Scientific progress in cellular and molecular biotechnology has led to the development of advanced therapies, such as gene therapy, cell therapy, and tissue engineering. The application of stem cells as therapeutic agents has been investigated for several years in human medicine and, more recently, the same approach has been considered in the veterinary field as a novel opportunity for the treatment of animal diseases. Mesenchymal stem cell (MSC)-based therapies seem to contribute to the healing process by several mechanisms due to their peculiar biological features. It has been shown that MSCs could effectively differentiate into the required cell type to replace the damaged tissue. Furthermore, due to their autocrine and paracrine secretory activities, these cells are a powerful source of trophic mediators, growth factors, cytokines, and extracellular matrix components. The clinical application of MSCs needs great amounts of cells designed for in vivo implantation that can be obtained following their in vitro isolation, serial subcultivations, cryopreservation, and thawing. These procedures could determine their feature changes which could interfere with the therapeutic outcome. For these reasons, to preserve MSCs after in vitro manipulation for future applications, standardized quality controls and a reliable long-term cryopreservation method are required.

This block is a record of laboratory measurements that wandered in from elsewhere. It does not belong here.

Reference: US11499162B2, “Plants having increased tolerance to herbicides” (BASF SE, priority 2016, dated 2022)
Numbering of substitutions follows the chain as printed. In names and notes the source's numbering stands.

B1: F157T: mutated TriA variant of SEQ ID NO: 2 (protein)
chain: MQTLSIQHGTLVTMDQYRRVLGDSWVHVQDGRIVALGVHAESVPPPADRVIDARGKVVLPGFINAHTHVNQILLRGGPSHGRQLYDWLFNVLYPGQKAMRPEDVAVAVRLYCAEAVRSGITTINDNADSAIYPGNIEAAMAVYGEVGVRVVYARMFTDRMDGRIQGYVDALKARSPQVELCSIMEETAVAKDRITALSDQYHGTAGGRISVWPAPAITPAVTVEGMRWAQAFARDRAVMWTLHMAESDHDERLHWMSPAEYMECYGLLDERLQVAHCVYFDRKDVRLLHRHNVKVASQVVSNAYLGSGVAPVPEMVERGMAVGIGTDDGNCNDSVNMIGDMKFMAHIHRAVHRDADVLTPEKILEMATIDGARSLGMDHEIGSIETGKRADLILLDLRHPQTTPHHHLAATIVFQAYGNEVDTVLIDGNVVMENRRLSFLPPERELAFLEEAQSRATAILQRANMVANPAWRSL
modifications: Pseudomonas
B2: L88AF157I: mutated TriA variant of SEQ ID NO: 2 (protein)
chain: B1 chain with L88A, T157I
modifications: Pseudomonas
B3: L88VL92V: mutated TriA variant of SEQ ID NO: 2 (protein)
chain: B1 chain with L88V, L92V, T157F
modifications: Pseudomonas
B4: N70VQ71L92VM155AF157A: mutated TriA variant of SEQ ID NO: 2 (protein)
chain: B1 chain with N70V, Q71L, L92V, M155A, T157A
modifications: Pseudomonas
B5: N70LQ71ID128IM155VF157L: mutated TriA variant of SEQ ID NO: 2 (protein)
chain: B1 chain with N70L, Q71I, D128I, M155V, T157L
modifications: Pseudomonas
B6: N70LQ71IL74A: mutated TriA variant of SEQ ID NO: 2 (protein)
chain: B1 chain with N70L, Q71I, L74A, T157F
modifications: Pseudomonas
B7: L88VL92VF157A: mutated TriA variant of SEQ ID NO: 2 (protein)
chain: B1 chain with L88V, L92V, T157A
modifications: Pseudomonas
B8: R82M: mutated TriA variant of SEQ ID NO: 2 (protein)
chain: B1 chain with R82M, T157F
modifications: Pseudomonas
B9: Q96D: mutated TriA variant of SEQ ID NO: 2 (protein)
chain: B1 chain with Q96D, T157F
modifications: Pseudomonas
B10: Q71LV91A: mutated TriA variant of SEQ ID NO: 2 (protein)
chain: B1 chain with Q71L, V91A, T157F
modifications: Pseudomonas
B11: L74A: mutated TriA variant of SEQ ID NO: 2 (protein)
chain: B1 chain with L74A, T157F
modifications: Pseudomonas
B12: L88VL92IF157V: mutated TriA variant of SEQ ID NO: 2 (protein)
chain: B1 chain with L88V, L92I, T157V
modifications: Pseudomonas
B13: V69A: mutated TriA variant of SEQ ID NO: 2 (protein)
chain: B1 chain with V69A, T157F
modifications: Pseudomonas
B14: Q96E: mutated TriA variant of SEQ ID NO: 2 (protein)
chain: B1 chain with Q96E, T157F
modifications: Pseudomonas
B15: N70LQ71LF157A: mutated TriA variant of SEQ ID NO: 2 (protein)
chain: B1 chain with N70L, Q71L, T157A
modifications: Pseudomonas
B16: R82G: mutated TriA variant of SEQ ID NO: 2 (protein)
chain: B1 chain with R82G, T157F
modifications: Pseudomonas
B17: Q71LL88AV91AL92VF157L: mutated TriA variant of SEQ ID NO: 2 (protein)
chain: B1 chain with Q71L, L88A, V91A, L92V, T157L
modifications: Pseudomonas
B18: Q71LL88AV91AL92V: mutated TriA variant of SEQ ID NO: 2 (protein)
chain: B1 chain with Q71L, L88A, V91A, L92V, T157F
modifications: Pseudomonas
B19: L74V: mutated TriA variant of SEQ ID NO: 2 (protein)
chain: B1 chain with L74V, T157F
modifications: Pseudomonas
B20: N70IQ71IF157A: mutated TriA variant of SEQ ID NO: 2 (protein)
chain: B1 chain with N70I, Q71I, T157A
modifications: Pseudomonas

Part of the book: Cryopreservation in Eukaryotes